Okay. You know how when you have a "coffee" stout, you stand around with your friends stuffing your nose in the glass and sipping it, trying to search for the coffee flavor? And you end up saying, "Oh yeah, I can taste it!" like "Oh yeah, I love the Emperor's...um... pants?" I hate that. I've made a coffee stout, and it doesn't taste like coffee. It tastes like dark beer with possibly a little extra roast, but not coffee.
So the hell with that. If we're making coffee stout, let's make some damn coffee; and so: math. Standard coffee proportions are on the order of 10 grams of coffee per 6 oz cup. A little more, a little less, depending on the method and personal taste. Taking that to five gallons @ 128 oz/gal gives 1,066 grams, or 38 oz, which is 2 pounds 6 oz. OK, that's a lot of coffee. If you look around at coffee stout recipes, they often call for less than eight oz of coffee, sometimes just four in a five gallon batch. I'm beginning to see where the problem is. Even in my own coffee stout, I used a pound, but according to what I just calculated, by the time you dilute it to five gallons, it's less than half-strength from what you would drink for breakfast.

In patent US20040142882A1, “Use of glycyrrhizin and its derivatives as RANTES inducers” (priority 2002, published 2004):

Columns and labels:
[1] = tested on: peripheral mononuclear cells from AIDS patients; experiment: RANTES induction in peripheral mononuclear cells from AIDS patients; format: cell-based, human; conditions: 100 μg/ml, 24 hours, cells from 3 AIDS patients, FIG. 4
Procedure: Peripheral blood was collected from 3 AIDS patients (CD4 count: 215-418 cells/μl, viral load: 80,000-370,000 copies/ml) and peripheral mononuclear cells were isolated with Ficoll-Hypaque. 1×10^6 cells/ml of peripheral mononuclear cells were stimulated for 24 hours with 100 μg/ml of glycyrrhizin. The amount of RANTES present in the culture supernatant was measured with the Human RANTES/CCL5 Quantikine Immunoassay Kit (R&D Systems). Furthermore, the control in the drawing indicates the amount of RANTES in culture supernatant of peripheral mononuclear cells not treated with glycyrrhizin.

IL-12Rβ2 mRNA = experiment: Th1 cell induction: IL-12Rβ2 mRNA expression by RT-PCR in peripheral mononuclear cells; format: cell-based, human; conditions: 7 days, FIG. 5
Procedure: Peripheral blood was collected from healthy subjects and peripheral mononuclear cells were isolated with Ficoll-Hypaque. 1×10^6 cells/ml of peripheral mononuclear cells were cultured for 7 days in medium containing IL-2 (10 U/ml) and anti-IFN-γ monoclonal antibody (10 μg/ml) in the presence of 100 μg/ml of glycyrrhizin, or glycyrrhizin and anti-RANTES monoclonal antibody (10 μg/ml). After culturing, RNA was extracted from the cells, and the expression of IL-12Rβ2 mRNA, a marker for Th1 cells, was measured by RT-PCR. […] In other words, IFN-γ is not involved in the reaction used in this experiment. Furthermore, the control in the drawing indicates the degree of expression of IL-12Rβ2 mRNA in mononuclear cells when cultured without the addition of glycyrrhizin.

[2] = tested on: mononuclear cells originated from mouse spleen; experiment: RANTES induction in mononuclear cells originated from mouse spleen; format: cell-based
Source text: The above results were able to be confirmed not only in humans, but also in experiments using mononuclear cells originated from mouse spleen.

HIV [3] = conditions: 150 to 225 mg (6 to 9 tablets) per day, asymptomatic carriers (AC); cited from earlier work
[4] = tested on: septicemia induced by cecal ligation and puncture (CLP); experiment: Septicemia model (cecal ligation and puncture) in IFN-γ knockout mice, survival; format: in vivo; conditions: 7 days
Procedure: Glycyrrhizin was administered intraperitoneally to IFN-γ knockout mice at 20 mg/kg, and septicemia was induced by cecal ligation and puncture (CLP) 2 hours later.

Now, certainly you could make the argument that any addition of coffee will add dark, roasty flavors, and that's totally valid, and it helps make a great beer. My point is that it doesn't make beer taste like coffee when it's mixed in with all the malt and hops and alcohol and whatnot in the beer. I want coffee that coincidentally also happens to be beer. So I got three lbs of Brazilian roast from Colectivo, Dan brought his Super Jolly grinder, and we went to town.
The next question to ask is how and when to add the coffee? Put it in the mash? In the boil? Those methods will "overcook" it. Make coffee and mix it in? If you do that, it's really hard to get the strength right and it can get diluted. The fact that you have to get 2+ lbs in do it with 5+ gallons of water also make it hard, logistically. If you wanted to just make five gallons of coffee, what would you do? The pourover method stands out as the best option, and once I realized that Shane's conical fermenter was available, and that I could get a giant mesh bag from Northern Brewer, that was the plan.
Five gallons of boiling stout wort? Check.
Three pounds of perfectly ground coffee? Check.
Huge seven-gallon funnel? Check.
Pillowcase-sized coffee filter bag? Check.
This isn't coffee stout, this is Stout Coffee.